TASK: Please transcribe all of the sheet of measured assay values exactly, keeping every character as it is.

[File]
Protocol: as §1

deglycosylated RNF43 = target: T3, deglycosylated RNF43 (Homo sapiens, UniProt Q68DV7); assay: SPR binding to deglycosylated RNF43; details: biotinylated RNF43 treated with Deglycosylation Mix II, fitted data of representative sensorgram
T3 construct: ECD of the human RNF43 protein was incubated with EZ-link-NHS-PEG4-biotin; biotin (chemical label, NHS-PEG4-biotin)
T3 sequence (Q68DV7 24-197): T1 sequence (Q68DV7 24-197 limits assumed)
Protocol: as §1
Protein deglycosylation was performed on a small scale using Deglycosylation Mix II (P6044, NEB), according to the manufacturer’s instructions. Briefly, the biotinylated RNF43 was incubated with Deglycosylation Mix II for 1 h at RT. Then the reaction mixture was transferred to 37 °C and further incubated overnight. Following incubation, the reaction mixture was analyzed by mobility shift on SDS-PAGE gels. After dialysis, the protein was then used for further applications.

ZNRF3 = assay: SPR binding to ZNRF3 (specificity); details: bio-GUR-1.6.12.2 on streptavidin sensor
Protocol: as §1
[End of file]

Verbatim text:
Protocol: as §1

deglycosylated RNF43 = target: T3, deglycosylated RNF43 (Homo sapiens, UniProt Q68DV7); assay: SPR binding to deglycosylated RNF43; details: biotinylated RNF43 treated with Deglycosylation Mix II, fitted data of representative sensorgram
T3 construct: ECD of the human RNF43 protein was incubated with EZ-link-NHS-PEG4-biotin; biotin (chemical label, NHS-PEG4-biotin)
T3 sequence (Q68DV7 24-197): T1 sequence (Q68DV7 24-197 limits assumed)
Protocol: as §1
Protein deglycosylation was performed on a small scale using Deglycosylation Mix II (P6044, NEB), according to the manufacturer’s instructions. Briefly, the biotinylated RNF43 was incubated with Deglycosylation Mix II for 1 h at RT. Then the reaction mixture was transferred to 37 °C and further incubated overnight. Following incubation, the reaction mixture was analyzed by mobility shift on SDS-PAGE gels. After dialysis, the protein was then used for further applications.

ZNRF3 = assay: SPR binding to ZNRF3 (specificity); details: bio-GUR-1.6.12.2 on streptavidin sensor
Protocol: as §1